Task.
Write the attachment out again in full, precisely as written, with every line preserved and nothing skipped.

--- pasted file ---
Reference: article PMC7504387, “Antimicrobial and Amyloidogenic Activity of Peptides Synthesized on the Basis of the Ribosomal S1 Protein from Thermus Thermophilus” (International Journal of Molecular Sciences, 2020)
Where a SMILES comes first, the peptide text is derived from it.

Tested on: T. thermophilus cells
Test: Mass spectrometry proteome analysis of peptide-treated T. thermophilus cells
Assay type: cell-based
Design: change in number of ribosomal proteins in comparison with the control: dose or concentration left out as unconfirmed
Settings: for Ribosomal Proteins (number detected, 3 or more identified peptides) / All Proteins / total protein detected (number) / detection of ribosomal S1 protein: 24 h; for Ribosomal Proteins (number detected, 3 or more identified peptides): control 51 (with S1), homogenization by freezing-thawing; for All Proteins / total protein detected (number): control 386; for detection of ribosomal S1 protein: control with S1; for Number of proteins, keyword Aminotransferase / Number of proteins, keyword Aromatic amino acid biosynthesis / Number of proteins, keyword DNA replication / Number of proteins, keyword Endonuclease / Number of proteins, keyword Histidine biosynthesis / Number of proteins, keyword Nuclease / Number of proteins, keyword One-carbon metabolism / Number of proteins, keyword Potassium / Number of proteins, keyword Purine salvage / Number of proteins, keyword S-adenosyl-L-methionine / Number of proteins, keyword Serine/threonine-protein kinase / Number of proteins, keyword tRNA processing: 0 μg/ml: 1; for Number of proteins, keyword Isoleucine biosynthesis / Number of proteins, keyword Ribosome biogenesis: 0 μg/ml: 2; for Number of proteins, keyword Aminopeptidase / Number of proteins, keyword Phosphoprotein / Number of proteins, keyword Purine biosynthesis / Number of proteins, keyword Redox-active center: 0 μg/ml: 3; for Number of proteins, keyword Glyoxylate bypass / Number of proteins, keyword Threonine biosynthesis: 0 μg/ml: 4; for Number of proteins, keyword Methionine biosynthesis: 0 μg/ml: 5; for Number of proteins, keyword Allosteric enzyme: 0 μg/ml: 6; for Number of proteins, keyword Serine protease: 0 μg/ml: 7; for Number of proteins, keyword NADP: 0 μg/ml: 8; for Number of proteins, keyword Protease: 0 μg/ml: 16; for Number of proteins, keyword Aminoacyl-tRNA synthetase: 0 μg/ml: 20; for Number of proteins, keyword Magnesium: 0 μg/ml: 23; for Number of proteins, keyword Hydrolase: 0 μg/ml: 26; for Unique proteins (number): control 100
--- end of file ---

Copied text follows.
Reference: article PMC7504387, “Antimicrobial and Amyloidogenic Activity of Peptides Synthesized on the Basis of the Ribosomal S1 Protein from Thermus Thermophilus” (International Journal of Molecular Sciences, 2020)
Where a SMILES comes first, the peptide text is derived from it.

Tested on: T. thermophilus cells
Test: Mass spectrometry proteome analysis of peptide-treated T. thermophilus cells
Assay type: cell-based
Design: change in number of ribosomal proteins in comparison with the control: dose or concentration left out as unconfirmed
Settings: for Ribosomal Proteins (number detected, 3 or more identified peptides) / All Proteins / total protein detected (number) / detection of ribosomal S1 protein: 24 h; for Ribosomal Proteins (number detected, 3 or more identified peptides): control 51 (with S1), homogenization by freezing-thawing; for All Proteins / total protein detected (number): control 386; for detection of ribosomal S1 protein: control with S1; for Number of proteins, keyword Aminotransferase / Number of proteins, keyword Aromatic amino acid biosynthesis / Number of proteins, keyword DNA replication / Number of proteins, keyword Endonuclease / Number of proteins, keyword Histidine biosynthesis / Number of proteins, keyword Nuclease / Number of proteins, keyword One-carbon metabolism / Number of proteins, keyword Potassium / Number of proteins, keyword Purine salvage / Number of proteins, keyword S-adenosyl-L-methionine / Number of proteins, keyword Serine/threonine-protein kinase / Number of proteins, keyword tRNA processing: 0 μg/ml: 1; for Number of proteins, keyword Isoleucine biosynthesis / Number of proteins, keyword Ribosome biogenesis: 0 μg/ml: 2; for Number of proteins, keyword Aminopeptidase / Number of proteins, keyword Phosphoprotein / Number of proteins, keyword Purine biosynthesis / Number of proteins, keyword Redox-active center: 0 μg/ml: 3; for Number of proteins, keyword Glyoxylate bypass / Number of proteins, keyword Threonine biosynthesis: 0 μg/ml: 4; for Number of proteins, keyword Methionine biosynthesis: 0 μg/ml: 5; for Number of proteins, keyword Allosteric enzyme: 0 μg/ml: 6; for Number of proteins, keyword Serine protease: 0 μg/ml: 7; for Number of proteins, keyword NADP: 0 μg/ml: 8; for Number of proteins, keyword Protease: 0 μg/ml: 16; for Number of proteins, keyword Aminoacyl-tRNA synthetase: 0 μg/ml: 20; for Number of proteins, keyword Magnesium: 0 μg/ml: 23; for Number of proteins, keyword Hydrolase: 0 μg/ml: 26; for Unique proteins (number): control 100